NJ lawmakers vote for ending some mandatory minimum sentences
TRENTON — An Assembly panel this week advanced legislation that would enact changes suggested by the state Criminal Sentencing and Disposition Commission, eight months after that panel issued a report that was promptly endorsed by the governor and legislative leaders.
Among the changes planned is the elimination of mandatory-minimum prison terms for nonviolent property and drug-related crimes. Mandatory terms for second-degree robbery and burglary would become 50% of the sentence imposed, rather than 85%.
The Assembly Law and Public Safety also advanced bills that would create geriatric parole and revamp compassionate release rules for sick inmates, as well as one creating a mitigating factor at the time a person is sentenced if they are 25 years old or younger.
“A lot of bills that at the end of the day I think are truly going to help some people and help reform our justice system,” said Assemblyman Adam Taliaferro, D-Gloucester.
Assemblyman Gary Schaer, D-Passaic, said the geriatric release plan makes sense because such offenders are unlikely to recommit another crime and it costs more to keep older inmates in prison – $70,000 a year, compared with $50,000 for most inmates.
Inmates who are 65 years old or more would be eligible once they serve one-third of their sentence. The bill was amended to cover inmates 50 years old or more who have served half of their sentence. People would be ineligible if convicted of violent crimes, terrorism or sex offenses.
Schaer said fewer than five inmates have been granted compassionate release in the last five years under the existing medical parole program.
“It appears that one significant reason for the law’s limited use is that by the time an inmate qualifies for release, he or she is too ill to take the necessary steps to complete the process,” Schaer said.
“There are checks and balances. It is not as if someone applies and gets it,” he said. “On the contrary, there’s a long and arduous process. But it is a process that makes sense economically for the court system, relives the state potentially of millions and millions of dollars.”
Dan Lombardo, president and chief executive officer for Volunteers of America Delaware Valley, called changes to compassionate release “a long time coming” and “a piece of inspiration.”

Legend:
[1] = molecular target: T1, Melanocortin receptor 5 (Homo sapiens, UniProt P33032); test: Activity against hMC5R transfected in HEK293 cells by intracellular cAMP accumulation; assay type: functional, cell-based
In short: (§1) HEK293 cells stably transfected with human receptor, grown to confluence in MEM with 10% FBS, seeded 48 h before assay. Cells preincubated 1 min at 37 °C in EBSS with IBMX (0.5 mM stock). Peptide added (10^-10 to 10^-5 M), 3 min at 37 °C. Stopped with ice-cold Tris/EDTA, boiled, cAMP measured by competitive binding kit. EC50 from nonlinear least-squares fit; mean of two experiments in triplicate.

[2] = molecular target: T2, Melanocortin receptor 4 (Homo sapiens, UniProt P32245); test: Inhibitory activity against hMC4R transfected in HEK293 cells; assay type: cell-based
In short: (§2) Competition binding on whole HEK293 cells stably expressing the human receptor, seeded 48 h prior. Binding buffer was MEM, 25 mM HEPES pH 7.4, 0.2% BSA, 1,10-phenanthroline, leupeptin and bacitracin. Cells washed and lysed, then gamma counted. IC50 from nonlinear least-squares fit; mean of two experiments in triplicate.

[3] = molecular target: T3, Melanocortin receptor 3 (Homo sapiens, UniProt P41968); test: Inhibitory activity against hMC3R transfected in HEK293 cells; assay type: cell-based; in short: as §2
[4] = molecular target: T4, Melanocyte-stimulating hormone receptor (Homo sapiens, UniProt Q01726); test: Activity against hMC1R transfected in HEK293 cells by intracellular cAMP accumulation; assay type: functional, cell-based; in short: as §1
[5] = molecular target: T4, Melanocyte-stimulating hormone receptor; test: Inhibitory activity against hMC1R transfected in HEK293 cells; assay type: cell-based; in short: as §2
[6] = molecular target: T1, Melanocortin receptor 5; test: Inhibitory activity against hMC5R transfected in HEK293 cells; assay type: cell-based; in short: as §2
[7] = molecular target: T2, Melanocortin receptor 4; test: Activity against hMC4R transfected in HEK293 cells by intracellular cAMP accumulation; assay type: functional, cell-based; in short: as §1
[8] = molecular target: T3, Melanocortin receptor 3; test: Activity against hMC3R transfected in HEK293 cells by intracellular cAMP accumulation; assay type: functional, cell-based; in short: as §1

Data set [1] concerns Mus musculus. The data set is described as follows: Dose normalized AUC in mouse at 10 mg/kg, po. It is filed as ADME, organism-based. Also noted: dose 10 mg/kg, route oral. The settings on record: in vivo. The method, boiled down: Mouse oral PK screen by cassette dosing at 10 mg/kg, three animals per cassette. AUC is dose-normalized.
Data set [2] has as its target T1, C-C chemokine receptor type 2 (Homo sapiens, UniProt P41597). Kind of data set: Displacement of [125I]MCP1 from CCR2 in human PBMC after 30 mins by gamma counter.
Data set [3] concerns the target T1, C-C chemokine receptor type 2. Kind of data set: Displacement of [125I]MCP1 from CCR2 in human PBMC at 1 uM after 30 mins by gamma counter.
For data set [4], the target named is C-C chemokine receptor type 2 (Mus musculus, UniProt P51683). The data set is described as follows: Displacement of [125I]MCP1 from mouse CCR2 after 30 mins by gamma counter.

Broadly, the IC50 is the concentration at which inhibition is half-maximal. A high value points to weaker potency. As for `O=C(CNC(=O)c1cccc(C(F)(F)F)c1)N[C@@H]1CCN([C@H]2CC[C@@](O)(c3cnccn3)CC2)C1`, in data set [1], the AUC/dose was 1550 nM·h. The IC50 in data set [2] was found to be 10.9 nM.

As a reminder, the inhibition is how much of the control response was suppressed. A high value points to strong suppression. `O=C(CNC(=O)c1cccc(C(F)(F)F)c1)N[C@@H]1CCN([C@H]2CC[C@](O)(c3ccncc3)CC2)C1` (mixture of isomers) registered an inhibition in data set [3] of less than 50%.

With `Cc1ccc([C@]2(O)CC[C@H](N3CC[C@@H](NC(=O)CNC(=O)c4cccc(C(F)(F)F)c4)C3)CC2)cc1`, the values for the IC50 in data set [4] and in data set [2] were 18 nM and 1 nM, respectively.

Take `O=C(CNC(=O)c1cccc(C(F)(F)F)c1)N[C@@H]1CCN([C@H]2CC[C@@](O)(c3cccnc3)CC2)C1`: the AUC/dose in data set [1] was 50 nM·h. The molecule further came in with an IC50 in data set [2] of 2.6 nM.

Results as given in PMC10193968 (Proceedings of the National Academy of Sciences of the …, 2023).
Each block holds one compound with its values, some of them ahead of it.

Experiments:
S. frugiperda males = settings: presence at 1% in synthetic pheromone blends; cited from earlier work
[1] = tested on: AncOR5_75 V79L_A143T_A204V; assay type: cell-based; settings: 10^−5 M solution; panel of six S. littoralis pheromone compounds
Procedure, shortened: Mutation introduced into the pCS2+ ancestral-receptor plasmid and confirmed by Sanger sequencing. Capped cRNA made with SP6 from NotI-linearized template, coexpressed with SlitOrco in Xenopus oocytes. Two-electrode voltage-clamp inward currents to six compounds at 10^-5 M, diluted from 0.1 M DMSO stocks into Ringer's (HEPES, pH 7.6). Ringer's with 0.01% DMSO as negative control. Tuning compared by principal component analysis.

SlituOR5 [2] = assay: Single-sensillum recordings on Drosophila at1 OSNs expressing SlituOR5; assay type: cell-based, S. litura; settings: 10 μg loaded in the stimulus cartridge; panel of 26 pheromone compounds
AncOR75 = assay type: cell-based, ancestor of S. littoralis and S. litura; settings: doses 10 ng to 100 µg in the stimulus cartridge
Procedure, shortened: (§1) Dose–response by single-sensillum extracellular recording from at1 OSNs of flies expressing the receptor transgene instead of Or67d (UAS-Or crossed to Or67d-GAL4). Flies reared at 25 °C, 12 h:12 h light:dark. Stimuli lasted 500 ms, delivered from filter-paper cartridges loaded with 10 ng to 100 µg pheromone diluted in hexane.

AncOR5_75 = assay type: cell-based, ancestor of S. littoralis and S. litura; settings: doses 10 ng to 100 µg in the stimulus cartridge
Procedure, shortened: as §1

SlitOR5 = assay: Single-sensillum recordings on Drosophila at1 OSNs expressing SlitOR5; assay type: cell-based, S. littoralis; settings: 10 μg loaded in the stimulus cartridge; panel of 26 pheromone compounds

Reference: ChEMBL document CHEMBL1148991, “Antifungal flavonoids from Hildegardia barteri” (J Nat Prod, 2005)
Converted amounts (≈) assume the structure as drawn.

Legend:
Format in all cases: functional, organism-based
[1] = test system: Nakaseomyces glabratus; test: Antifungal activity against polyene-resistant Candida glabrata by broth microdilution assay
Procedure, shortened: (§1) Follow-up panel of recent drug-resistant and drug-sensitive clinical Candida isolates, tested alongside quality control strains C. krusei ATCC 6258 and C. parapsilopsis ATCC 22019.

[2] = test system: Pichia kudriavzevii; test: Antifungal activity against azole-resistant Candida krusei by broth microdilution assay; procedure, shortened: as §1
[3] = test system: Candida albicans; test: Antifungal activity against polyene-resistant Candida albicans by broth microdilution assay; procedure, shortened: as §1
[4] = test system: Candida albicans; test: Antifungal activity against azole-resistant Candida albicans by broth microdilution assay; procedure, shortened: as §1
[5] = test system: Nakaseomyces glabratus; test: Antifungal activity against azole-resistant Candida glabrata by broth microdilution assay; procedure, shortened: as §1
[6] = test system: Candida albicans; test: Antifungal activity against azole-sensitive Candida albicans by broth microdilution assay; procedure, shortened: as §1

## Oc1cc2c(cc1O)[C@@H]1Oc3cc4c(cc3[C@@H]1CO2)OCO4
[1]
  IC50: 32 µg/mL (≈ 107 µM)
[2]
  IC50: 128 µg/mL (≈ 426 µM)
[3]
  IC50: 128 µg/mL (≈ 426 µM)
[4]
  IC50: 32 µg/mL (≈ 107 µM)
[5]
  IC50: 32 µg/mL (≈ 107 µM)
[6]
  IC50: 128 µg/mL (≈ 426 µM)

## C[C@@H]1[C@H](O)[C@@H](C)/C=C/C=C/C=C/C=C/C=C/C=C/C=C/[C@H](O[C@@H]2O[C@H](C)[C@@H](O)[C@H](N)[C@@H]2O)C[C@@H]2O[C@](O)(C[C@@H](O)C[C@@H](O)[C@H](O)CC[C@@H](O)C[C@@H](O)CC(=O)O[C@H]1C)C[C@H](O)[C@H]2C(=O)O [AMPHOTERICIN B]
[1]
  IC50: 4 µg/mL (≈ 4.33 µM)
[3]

“Other than that, the concept is I think not only what should be done right for the people that are being served by the Department of Corrections but it also will eventually over time save taxpayers a significant amount of money,” Lombardo said.
Sarah Fajardo, policy director at the American Civil Liberties Union of New Jersey, said the bills help vulnerable people in prisons and juvenile facilities.
“We’re not only talking about compassion, justice, evidence-based criminal justice practices, we’re also talking about our very, very stretched resources at our state levels. And we’re talking about human lives, most importantly.”
The package of changes would also provide for the resentencing of any inmate who committed their crime as a juvenile but was tried as an adult, was sentenced to 30 years or more and has served at least 20 years in prison.
Assemblywoman Annette Chaparro, D-Hudson, said there needs to be checks and balances in place to make sure people aren’t released who shouldn’t be. She cited an email about a 14-year-old who committed multiple rapes and eventually killed a victim.
“It concerns me, especially if – there are some juveniles that are really sick individuals,” Chaparro said.
The planned mandatory-minimum changes were amended by the committee to keep them in place for first-degree computer hacking and drug kingpins.
Most of the bills were sent to the Assembly Appropriations Committee for additional consideration before they can be voted on by the full Assembly.
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